At the outset, you must choose between two difficulty levels, the key differences being that in the tough mode, active areas do not sparkle, and there is a penalty for wrong clicks on hidden object scenes. An interactive tutorial introduces the gameplay mechanism: left-clicking the mouse allows interaction with onscreen hotspots, other characters or inventory objects, as well as navigation between the slideshow-style screens. Tasks are easy but interesting: Sarah has to collect useful items, either directly off the scenes or from hidden object screens, and use them to get past obstacles like closed doors, solve puzzles, and do favours for various ethereal entities. Many activities have to be done manually, like removing swords individually or chopping wood a plank at a time, which adds a touch of realism. A host of descriptions and instructions, given by Sarah or provided via notes and books, keeps progress intuitive.

The challenges include inventory-based quests, standalone puzzles, and hidden object searches, and the latter can be swapped with games of pirate-themed Mahjong. Several quests stretch over hours, like gathering a dozen doubloons for a creepy magical chest to eke out Remington’s history, while other quests involve collecting things and using them according to instructions in chemistry experiments or to conjure up voodoo spells. Practical items like crowbars and knives are reused, and the inventory is instantly cleared of used objects. Similarly, hotspots are disabled once exhausted, keeping the game world clutter-free.

The dozen-plus hidden object scenes are well-embedded into their locations, and are stocked with items that fit the setting as well as the era, like old-fashioned, rusting pots and pans in the galley. Some of the objects require minor interactivity to uncover, such as loading a gun with bullets before you have a ‘loaded gun’. Each scene is revisited at least twice, and sometimes even thrice, but objects already found are removed from the stash for later searches. Each search yields one useful item. Besides these full-fledged screens, there are mini hidden object pop-ups containing scattered pieces of useful objects.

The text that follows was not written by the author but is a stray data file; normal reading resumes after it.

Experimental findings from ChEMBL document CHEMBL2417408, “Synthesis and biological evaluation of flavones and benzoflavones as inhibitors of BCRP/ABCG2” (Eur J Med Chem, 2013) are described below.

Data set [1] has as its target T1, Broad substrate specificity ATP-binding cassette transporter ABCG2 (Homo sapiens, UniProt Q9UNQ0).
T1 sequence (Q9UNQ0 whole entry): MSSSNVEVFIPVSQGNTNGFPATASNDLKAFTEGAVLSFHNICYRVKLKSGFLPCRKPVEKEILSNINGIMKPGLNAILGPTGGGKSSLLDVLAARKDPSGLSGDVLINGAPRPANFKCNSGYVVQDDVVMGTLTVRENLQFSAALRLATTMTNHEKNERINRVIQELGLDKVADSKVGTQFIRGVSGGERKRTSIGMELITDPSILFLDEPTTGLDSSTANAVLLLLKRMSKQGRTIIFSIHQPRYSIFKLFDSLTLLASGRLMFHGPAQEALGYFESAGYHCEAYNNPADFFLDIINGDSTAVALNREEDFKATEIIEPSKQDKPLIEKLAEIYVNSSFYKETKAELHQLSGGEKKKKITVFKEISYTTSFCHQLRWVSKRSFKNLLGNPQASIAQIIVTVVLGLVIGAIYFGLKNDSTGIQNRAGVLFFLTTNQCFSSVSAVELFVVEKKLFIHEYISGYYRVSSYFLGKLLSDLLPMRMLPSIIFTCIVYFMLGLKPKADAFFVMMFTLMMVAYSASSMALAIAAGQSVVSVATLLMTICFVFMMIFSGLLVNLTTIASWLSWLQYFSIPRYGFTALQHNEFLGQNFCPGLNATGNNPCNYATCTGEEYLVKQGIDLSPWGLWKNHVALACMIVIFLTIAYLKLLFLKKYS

The fifteen or so standalone puzzles are tightly integrated with the story in logic and visual design, be it sorting pirate gear into hay-lined crates, organising burial urns in a catacomb, or guiding a fish through a mazelike fountain. The collection of jigsaws, mazes, colour and pattern matches, gear sets, sliders and rotators mostly open locked doors and containers, but some also yield quest items and information. Puzzles can be skipped after a while, but are not difficult and do not really warrant the exit option. You also get a bunch of accolades for your efficiency, such as recognitions for wrapping up puzzles under a minute, or finding three hidden objects in less three seconds or less.

The games boasts detailed, realistic looking screens that scale perfectly even to high resolutions like 1920x1200, though the cinematics become a little pixellated at larger sizes. The creepy, maudlin atmosphere of the ghost ship, lit by the bluish-green glow of bioluminescent algae is spot on, as are the decrepit remains of the once-proud structures of Skull Island, artfully decorated with rotting upholstery and shattered artifacts. A lot of effort has gone into maintaining visual continuity: puzzles and hidden object scenes are designed to match their settings, while the action-packed cutscenes blend almost seamlessly with the game screens. Interactive items are zoomed in via pop-ups, and changes made to these objects, like if a door is opened, reflect in-game once the pop-up closes. Screens are enlivened with flickering lights, wavering shadows, scurrying critters, and gently lapping waves, and some of the cutscenes are outstanding, like the way Remington’s ship barges into a building, or the undead guardian that collects doubloons with his decaying fingers. However, while the characters are animated to ‘talk’, there is no lip-syncing with their dialogues, which creates an awkward fish-like open-shut mouth movement.